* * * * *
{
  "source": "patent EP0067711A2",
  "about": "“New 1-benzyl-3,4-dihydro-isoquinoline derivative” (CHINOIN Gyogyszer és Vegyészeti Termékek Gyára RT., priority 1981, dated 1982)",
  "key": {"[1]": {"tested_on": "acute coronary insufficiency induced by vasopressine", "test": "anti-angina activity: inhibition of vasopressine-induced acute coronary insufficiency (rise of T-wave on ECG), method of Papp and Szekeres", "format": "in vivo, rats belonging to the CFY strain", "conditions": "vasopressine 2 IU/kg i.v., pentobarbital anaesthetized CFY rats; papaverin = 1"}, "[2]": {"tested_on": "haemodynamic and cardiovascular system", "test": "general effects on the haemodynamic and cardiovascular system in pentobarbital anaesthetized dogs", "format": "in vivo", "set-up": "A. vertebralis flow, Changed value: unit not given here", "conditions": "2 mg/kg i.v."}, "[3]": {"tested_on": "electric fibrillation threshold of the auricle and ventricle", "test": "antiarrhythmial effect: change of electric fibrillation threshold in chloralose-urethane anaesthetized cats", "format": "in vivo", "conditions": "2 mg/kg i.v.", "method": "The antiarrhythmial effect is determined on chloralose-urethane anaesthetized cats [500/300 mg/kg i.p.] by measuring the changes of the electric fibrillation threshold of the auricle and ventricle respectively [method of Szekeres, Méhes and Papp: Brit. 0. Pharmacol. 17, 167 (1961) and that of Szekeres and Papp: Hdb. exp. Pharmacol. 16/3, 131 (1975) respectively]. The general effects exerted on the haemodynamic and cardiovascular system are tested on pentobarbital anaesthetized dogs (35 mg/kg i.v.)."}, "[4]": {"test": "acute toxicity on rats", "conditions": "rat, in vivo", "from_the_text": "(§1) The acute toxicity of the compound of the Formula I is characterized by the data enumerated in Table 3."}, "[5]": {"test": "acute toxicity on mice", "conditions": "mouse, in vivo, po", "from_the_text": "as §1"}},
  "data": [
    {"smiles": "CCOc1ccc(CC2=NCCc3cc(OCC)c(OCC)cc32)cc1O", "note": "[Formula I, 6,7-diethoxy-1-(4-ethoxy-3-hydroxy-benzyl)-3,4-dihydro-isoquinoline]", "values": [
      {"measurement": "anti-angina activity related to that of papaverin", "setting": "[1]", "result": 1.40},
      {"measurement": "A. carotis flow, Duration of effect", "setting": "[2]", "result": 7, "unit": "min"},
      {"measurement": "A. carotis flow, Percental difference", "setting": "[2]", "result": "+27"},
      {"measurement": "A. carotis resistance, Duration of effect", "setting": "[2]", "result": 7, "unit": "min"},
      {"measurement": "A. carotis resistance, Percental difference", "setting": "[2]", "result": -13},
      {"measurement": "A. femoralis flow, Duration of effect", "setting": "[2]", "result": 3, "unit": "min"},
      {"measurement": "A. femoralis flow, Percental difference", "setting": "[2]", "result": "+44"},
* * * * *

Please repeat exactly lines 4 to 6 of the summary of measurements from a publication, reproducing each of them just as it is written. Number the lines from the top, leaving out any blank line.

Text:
  "key": {"[1]": {"tested_on": "acute coronary insufficiency induced by vasopressine", "test": "anti-angina activity: inhibition of vasopressine-induced acute coronary insufficiency (rise of T-wave on ECG), method of Papp and Szekeres", "format": "in vivo, rats belonging to the CFY strain", "conditions": "vasopressine 2 IU/kg i.v., pentobarbital anaesthetized CFY rats; papaverin = 1"}, "[2]": {"tested_on": "haemodynamic and cardiovascular system", "test": "general effects on the haemodynamic and cardiovascular system in pentobarbital anaesthetized dogs", "format": "in vivo", "set-up": "A. vertebralis flow, Changed value: unit not given here", "conditions": "2 mg/kg i.v."}, "[3]": {"tested_on": "electric fibrillation threshold of the auricle and ventricle", "test": "antiarrhythmial effect: change of electric fibrillation threshold in chloralose-urethane anaesthetized cats", "format": "in vivo", "conditions": "2 mg/kg i.v.", "method": "The antiarrhythmial effect is determined on chloralose-urethane anaesthetized cats [500/300 mg/kg i.p.] by measuring the changes of the electric fibrillation threshold of the auricle and ventricle respectively [method of Szekeres, Méhes and Papp: Brit. 0. Pharmacol. 17, 167 (1961) and that of Szekeres and Papp: Hdb. exp. Pharmacol. 16/3, 131 (1975) respectively]. The general effects exerted on the haemodynamic and cardiovascular system are tested on pentobarbital anaesthetized dogs (35 mg/kg i.v.)."}, "[4]": {"test": "acute toxicity on rats", "conditions": "rat, in vivo", "from_the_text": "(§1) The acute toxicity of the compound of the Formula I is characterized by the data enumerated in Table 3."}, "[5]": {"test": "acute toxicity on mice", "conditions": "mouse, in vivo, po", "from_the_text": "as §1"}},
  "data": [
    {"smiles": "CCOc1ccc(CC2=NCCc3cc(OCC)c(OCC)cc32)cc1O", "note": "[Formula I, 6,7-diethoxy-1-(4-ethoxy-3-hydroxy-benzyl)-3,4-dihydro-isoquinoline]", "values": [